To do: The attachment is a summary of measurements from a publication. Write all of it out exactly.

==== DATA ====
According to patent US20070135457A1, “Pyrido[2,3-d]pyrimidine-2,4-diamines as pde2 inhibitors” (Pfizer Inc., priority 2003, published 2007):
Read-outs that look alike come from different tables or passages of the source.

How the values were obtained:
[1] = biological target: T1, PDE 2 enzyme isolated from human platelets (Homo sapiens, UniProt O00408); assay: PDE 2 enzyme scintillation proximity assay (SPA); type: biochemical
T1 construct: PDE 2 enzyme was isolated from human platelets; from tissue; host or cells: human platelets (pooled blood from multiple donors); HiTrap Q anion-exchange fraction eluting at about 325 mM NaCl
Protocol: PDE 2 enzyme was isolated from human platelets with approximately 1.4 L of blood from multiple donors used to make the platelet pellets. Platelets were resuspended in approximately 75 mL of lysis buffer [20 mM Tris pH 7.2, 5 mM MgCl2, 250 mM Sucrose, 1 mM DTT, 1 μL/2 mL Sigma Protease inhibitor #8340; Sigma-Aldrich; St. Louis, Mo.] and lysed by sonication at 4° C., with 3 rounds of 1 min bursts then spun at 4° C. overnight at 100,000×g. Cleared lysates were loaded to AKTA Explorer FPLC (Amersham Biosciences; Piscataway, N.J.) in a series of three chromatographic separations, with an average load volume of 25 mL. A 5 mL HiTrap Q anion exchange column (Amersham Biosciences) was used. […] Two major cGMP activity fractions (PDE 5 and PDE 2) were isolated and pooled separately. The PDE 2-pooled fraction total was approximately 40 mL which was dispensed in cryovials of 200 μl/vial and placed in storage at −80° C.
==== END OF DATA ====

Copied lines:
According to patent US20070135457A1, “Pyrido[2,3-d]pyrimidine-2,4-diamines as pde2 inhibitors” (Pfizer Inc., priority 2003, published 2007):
Read-outs that look alike come from different tables or passages of the source.

How the values were obtained:
[1] = biological target: T1, PDE 2 enzyme isolated from human platelets (Homo sapiens, UniProt O00408); assay: PDE 2 enzyme scintillation proximity assay (SPA); type: biochemical
T1 construct: PDE 2 enzyme was isolated from human platelets; from tissue; host or cells: human platelets (pooled blood from multiple donors); HiTrap Q anion-exchange fraction eluting at about 325 mM NaCl
Protocol: PDE 2 enzyme was isolated from human platelets with approximately 1.4 L of blood from multiple donors used to make the platelet pellets. Platelets were resuspended in approximately 75 mL of lysis buffer [20 mM Tris pH 7.2, 5 mM MgCl2, 250 mM Sucrose, 1 mM DTT, 1 μL/2 mL Sigma Protease inhibitor #8340; Sigma-Aldrich; St. Louis, Mo.] and lysed by sonication at 4° C., with 3 rounds of 1 min bursts then spun at 4° C. overnight at 100,000×g. Cleared lysates were loaded to AKTA Explorer FPLC (Amersham Biosciences; Piscataway, N.J.) in a series of three chromatographic separations, with an average load volume of 25 mL. A 5 mL HiTrap Q anion exchange column (Amersham Biosciences) was used. […] Two major cGMP activity fractions (PDE 5 and PDE 2) were isolated and pooled separately. The PDE 2-pooled fraction total was approximately 40 mL which was dispensed in cryovials of 200 μl/vial and placed in storage at −80° C.